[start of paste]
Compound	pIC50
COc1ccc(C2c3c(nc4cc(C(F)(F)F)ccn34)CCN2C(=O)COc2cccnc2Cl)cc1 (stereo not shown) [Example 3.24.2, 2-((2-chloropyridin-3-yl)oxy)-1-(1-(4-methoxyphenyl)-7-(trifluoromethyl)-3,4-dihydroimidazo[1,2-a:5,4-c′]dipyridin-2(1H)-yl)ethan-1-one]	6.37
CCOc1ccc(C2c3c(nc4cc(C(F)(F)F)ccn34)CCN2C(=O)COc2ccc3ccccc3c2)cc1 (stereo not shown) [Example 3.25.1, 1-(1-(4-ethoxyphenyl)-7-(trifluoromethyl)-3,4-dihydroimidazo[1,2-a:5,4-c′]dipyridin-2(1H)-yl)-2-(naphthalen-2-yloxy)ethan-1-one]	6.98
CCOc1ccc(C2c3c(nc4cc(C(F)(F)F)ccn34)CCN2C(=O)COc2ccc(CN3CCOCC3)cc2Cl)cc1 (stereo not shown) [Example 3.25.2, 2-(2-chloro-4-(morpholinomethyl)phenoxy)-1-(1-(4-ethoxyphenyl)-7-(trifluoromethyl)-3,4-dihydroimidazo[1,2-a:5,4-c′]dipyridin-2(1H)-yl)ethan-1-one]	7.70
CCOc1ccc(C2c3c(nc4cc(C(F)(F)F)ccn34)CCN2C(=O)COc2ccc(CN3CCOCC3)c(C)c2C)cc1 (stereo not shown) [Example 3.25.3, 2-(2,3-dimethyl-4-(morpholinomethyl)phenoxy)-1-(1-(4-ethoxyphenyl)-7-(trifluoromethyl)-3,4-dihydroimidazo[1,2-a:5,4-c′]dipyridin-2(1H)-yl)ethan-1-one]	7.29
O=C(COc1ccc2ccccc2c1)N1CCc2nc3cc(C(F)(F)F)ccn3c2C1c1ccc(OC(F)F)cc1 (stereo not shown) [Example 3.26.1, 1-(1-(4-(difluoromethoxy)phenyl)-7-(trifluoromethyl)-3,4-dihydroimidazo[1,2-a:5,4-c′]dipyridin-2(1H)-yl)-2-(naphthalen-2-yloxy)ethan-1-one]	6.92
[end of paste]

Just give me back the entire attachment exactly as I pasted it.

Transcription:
Compound	pIC50
COc1ccc(C2c3c(nc4cc(C(F)(F)F)ccn34)CCN2C(=O)COc2cccnc2Cl)cc1 (stereo not shown) [Example 3.24.2, 2-((2-chloropyridin-3-yl)oxy)-1-(1-(4-methoxyphenyl)-7-(trifluoromethyl)-3,4-dihydroimidazo[1,2-a:5,4-c′]dipyridin-2(1H)-yl)ethan-1-one]	6.37
CCOc1ccc(C2c3c(nc4cc(C(F)(F)F)ccn34)CCN2C(=O)COc2ccc3ccccc3c2)cc1 (stereo not shown) [Example 3.25.1, 1-(1-(4-ethoxyphenyl)-7-(trifluoromethyl)-3,4-dihydroimidazo[1,2-a:5,4-c′]dipyridin-2(1H)-yl)-2-(naphthalen-2-yloxy)ethan-1-one]	6.98
CCOc1ccc(C2c3c(nc4cc(C(F)(F)F)ccn34)CCN2C(=O)COc2ccc(CN3CCOCC3)cc2Cl)cc1 (stereo not shown) [Example 3.25.2, 2-(2-chloro-4-(morpholinomethyl)phenoxy)-1-(1-(4-ethoxyphenyl)-7-(trifluoromethyl)-3,4-dihydroimidazo[1,2-a:5,4-c′]dipyridin-2(1H)-yl)ethan-1-one]	7.70
CCOc1ccc(C2c3c(nc4cc(C(F)(F)F)ccn34)CCN2C(=O)COc2ccc(CN3CCOCC3)c(C)c2C)cc1 (stereo not shown) [Example 3.25.3, 2-(2,3-dimethyl-4-(morpholinomethyl)phenoxy)-1-(1-(4-ethoxyphenyl)-7-(trifluoromethyl)-3,4-dihydroimidazo[1,2-a:5,4-c′]dipyridin-2(1H)-yl)ethan-1-one]	7.29
O=C(COc1ccc2ccccc2c1)N1CCc2nc3cc(C(F)(F)F)ccn3c2C1c1ccc(OC(F)F)cc1 (stereo not shown) [Example 3.26.1, 1-(1-(4-(difluoromethoxy)phenyl)-7-(trifluoromethyl)-3,4-dihydroimidazo[1,2-a:5,4-c′]dipyridin-2(1H)-yl)-2-(naphthalen-2-yloxy)ethan-1-one]	6.92